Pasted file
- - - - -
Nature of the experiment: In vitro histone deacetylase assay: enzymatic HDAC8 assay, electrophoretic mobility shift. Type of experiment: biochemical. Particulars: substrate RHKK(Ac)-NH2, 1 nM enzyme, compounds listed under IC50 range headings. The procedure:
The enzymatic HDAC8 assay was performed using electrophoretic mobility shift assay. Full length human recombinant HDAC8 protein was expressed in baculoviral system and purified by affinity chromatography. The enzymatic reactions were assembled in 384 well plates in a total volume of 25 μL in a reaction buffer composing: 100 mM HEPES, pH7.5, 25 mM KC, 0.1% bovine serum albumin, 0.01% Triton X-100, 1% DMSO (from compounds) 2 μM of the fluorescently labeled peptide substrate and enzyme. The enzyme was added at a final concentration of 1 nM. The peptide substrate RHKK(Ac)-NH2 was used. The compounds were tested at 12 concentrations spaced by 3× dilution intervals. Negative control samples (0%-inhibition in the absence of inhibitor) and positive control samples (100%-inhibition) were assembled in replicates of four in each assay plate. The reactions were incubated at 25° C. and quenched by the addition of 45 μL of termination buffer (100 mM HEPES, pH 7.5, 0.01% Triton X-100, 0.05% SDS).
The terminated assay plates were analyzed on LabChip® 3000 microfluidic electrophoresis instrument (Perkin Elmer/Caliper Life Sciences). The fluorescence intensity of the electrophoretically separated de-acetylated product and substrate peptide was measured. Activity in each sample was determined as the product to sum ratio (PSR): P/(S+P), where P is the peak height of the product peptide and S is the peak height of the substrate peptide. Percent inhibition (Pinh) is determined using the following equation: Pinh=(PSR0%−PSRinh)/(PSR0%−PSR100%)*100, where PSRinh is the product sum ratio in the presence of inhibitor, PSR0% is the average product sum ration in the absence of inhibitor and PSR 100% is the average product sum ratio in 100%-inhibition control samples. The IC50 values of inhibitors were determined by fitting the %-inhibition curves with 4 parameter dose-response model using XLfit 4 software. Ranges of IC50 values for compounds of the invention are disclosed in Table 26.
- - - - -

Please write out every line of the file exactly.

Nature of the experiment: In vitro histone deacetylase assay: enzymatic HDAC8 assay, electrophoretic mobility shift. Type of experiment: biochemical. Particulars: substrate RHKK(Ac)-NH2, 1 nM enzyme, compounds listed under IC50 range headings. The procedure:
The enzymatic HDAC8 assay was performed using electrophoretic mobility shift assay. Full length human recombinant HDAC8 protein was expressed in baculoviral system and purified by affinity chromatography. The enzymatic reactions were assembled in 384 well plates in a total volume of 25 μL in a reaction buffer composing: 100 mM HEPES, pH7.5, 25 mM KC, 0.1% bovine serum albumin, 0.01% Triton X-100, 1% DMSO (from compounds) 2 μM of the fluorescently labeled peptide substrate and enzyme. The enzyme was added at a final concentration of 1 nM. The peptide substrate RHKK(Ac)-NH2 was used. The compounds were tested at 12 concentrations spaced by 3× dilution intervals. Negative control samples (0%-inhibition in the absence of inhibitor) and positive control samples (100%-inhibition) were assembled in replicates of four in each assay plate. The reactions were incubated at 25° C. and quenched by the addition of 45 μL of termination buffer (100 mM HEPES, pH 7.5, 0.01% Triton X-100, 0.05% SDS).
The terminated assay plates were analyzed on LabChip® 3000 microfluidic electrophoresis instrument (Perkin Elmer/Caliper Life Sciences). The fluorescence intensity of the electrophoretically separated de-acetylated product and substrate peptide was measured. Activity in each sample was determined as the product to sum ratio (PSR): P/(S+P), where P is the peak height of the product peptide and S is the peak height of the substrate peptide. Percent inhibition (Pinh) is determined using the following equation: Pinh=(PSR0%−PSRinh)/(PSR0%−PSR100%)*100, where PSRinh is the product sum ratio in the presence of inhibitor, PSR0% is the average product sum ration in the absence of inhibitor and PSR 100% is the average product sum ratio in 100%-inhibition control samples. The IC50 values of inhibitors were determined by fitting the %-inhibition curves with 4 parameter dose-response model using XLfit 4 software. Ranges of IC50 values for compounds of the invention are disclosed in Table 26.